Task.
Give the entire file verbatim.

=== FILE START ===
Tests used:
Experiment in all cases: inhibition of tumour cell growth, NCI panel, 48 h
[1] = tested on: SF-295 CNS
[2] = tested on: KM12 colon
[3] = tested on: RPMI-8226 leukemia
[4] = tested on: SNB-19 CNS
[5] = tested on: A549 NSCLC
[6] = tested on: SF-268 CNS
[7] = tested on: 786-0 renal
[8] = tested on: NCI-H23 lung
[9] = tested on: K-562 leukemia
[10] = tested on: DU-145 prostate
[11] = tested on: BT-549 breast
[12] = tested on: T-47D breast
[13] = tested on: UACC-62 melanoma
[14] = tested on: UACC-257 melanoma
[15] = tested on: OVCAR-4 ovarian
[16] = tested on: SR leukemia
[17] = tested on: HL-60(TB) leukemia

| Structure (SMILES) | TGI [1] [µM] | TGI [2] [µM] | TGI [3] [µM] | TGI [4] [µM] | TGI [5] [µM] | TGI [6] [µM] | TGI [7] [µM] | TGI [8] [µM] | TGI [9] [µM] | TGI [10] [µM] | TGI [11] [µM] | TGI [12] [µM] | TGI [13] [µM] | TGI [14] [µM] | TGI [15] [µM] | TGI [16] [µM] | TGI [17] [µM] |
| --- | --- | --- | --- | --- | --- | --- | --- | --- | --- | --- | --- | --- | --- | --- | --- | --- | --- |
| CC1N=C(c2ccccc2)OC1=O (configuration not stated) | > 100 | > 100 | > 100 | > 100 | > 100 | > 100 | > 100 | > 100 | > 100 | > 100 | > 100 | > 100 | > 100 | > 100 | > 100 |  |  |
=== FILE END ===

Tests used:
Experiment in all cases: inhibition of tumour cell growth, NCI panel, 48 h
[1] = tested on: SF-295 CNS
[2] = tested on: KM12 colon
[3] = tested on: RPMI-8226 leukemia
[4] = tested on: SNB-19 CNS
[5] = tested on: A549 NSCLC
[6] = tested on: SF-268 CNS
[7] = tested on: 786-0 renal
[8] = tested on: NCI-H23 lung
[9] = tested on: K-562 leukemia
[10] = tested on: DU-145 prostate
[11] = tested on: BT-549 breast
[12] = tested on: T-47D breast
[13] = tested on: UACC-62 melanoma
[14] = tested on: UACC-257 melanoma
[15] = tested on: OVCAR-4 ovarian
[16] = tested on: SR leukemia
[17] = tested on: HL-60(TB) leukemia

| Structure (SMILES) | TGI [1] [µM] | TGI [2] [µM] | TGI [3] [µM] | TGI [4] [µM] | TGI [5] [µM] | TGI [6] [µM] | TGI [7] [µM] | TGI [8] [µM] | TGI [9] [µM] | TGI [10] [µM] | TGI [11] [µM] | TGI [12] [µM] | TGI [13] [µM] | TGI [14] [µM] | TGI [15] [µM] | TGI [16] [µM] | TGI [17] [µM] |
| --- | --- | --- | --- | --- | --- | --- | --- | --- | --- | --- | --- | --- | --- | --- | --- | --- | --- |
| CC1N=C(c2ccccc2)OC1=O (configuration not stated) | > 100 | > 100 | > 100 | > 100 | > 100 | > 100 | > 100 | > 100 | > 100 | > 100 | > 100 | > 100 | > 100 | > 100 | > 100 |  |  |